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What’s next

A few years ago I was sitting on a panel of writers at a Malice Domestic Mystery Convention when a member of the audience asked this question: If your protagonist could go to any time and place, where would he/she go? I knew my answer immediately: She would go to Alexandria, Egypt, to the night before the fire that allegedly destroyed the Great Library, and spend the night stealing everything she could get her hands on.

That thought stuck with me and eventually I knew I had to write about it.

The Alexandria Library (see my Post, April 27, 2017) attempted to gather, in one place, all the knowledge of mankind as of that time, a few centuries BC. (before Cleopatra) All knowledge included science, philosophy, geography, mathematics, poetry, and drama. Everything but a card catalog.

Therefore, we have no knowledge of what was lost in any of perhaps three fires the library suffered over time. But it is certain that the earliest records of civilization, the thoughts of the first scientists and mathematicians, the earliest maps, were there and that we do not have them now.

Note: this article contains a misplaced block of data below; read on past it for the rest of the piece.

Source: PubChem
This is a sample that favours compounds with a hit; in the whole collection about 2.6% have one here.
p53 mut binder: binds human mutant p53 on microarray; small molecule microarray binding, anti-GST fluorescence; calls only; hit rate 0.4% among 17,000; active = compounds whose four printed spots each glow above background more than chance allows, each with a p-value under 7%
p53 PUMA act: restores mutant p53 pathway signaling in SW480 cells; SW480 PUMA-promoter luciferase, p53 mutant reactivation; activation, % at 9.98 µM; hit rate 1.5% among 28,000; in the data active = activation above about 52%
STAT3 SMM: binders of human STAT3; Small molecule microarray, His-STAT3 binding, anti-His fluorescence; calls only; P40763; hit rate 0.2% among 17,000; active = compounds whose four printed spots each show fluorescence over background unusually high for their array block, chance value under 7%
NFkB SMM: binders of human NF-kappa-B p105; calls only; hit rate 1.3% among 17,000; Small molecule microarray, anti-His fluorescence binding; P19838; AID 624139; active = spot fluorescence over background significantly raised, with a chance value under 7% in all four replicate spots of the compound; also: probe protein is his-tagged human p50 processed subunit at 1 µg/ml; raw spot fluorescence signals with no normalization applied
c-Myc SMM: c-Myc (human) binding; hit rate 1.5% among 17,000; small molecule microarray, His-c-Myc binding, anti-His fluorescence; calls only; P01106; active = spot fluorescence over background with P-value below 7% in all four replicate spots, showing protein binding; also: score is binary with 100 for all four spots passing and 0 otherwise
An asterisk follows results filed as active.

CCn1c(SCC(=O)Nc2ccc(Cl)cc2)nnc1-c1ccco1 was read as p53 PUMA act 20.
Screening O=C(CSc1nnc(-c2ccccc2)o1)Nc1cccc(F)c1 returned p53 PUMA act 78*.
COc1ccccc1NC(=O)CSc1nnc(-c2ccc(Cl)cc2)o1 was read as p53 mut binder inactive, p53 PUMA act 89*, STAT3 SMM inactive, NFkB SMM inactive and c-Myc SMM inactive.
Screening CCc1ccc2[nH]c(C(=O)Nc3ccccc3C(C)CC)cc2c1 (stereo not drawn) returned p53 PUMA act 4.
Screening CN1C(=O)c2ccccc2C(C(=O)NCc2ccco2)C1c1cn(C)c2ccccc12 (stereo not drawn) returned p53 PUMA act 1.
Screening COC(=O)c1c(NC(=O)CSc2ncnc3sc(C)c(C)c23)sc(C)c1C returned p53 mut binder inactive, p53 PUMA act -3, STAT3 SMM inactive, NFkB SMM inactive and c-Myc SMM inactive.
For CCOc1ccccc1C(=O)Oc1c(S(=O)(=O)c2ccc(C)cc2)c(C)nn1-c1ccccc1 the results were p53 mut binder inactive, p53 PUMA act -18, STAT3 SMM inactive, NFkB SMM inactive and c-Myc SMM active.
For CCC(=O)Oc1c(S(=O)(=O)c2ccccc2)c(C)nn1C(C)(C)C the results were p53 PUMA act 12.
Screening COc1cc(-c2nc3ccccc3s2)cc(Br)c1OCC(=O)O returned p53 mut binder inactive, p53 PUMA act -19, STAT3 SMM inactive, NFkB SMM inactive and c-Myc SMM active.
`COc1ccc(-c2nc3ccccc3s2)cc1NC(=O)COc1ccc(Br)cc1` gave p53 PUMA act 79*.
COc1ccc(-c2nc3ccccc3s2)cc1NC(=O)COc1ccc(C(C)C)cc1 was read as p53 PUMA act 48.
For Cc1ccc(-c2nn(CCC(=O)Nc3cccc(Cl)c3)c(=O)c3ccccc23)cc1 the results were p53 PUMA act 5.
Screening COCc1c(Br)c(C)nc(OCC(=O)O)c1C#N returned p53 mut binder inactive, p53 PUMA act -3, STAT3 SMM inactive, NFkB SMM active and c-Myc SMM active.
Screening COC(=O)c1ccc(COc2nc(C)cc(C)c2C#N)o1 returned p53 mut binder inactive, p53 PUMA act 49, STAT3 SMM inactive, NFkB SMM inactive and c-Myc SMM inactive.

What if someone did steal and hide precious documents as the building burned? The documents, probably on papyrus rolls, would have long since disintegrated, wouldn’t they? But what if the thief had access to a water-proof, insect-proof, air-tight, container that would be virtually unaffected by time and weather?

What about gold? Gold is virtually inert, chemically. Gold items found on the seafloor or in ancient tombs, is still as bright and shiny as the day it was lost, even after thousands of years. What if our ancient thief had a solid gold box and sealed it with gold solder?

Cleopatra the ninth (Julius Caesar’s lover) might have had such a box–for jewelry or whatever.

What if that box, for perfectly logical reasons, was buried on or near the Tropic of Cancer? This line runs through Egypt near the town of Syene, now called Aswan. The desert sands around ancient Syene are now under the waters of Lake Nasser created when the Aswan High Dam was built in the 1960s.

Enter Inola Raven. American archaeologist, recent college graduate, and a Cherokee woman whose goal is to bring her people’s past to light–until she is side-tracked by a rare opportunity to try out her new skills in the Egyptian sands.  To picture Inola, imagine a cross between Indiana Jones and Sacagawea.



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